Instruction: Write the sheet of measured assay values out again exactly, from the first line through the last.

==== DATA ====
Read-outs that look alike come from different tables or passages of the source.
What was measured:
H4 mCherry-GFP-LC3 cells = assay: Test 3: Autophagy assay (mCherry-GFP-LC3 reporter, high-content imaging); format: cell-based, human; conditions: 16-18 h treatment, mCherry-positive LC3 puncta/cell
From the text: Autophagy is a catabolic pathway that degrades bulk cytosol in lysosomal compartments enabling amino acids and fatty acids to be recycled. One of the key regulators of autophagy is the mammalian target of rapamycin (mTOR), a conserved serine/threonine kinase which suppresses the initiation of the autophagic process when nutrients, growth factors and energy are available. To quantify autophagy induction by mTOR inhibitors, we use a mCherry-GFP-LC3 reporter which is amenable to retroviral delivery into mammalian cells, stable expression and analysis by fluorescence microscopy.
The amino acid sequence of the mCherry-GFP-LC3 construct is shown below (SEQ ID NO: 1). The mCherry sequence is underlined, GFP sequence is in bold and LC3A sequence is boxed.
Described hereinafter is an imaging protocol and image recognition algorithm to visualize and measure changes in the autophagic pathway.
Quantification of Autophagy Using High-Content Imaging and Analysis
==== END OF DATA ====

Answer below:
Read-outs that look alike come from different tables or passages of the source.
What was measured:
H4 mCherry-GFP-LC3 cells = assay: Test 3: Autophagy assay (mCherry-GFP-LC3 reporter, high-content imaging); format: cell-based, human; conditions: 16-18 h treatment, mCherry-positive LC3 puncta/cell
From the text: Autophagy is a catabolic pathway that degrades bulk cytosol in lysosomal compartments enabling amino acids and fatty acids to be recycled. One of the key regulators of autophagy is the mammalian target of rapamycin (mTOR), a conserved serine/threonine kinase which suppresses the initiation of the autophagic process when nutrients, growth factors and energy are available. To quantify autophagy induction by mTOR inhibitors, we use a mCherry-GFP-LC3 reporter which is amenable to retroviral delivery into mammalian cells, stable expression and analysis by fluorescence microscopy.
The amino acid sequence of the mCherry-GFP-LC3 construct is shown below (SEQ ID NO: 1). The mCherry sequence is underlined, GFP sequence is in bold and LC3A sequence is boxed.
Described hereinafter is an imaging protocol and image recognition algorithm to visualize and measure changes in the autophagic pathway.
Quantification of Autophagy Using High-Content Imaging and Analysis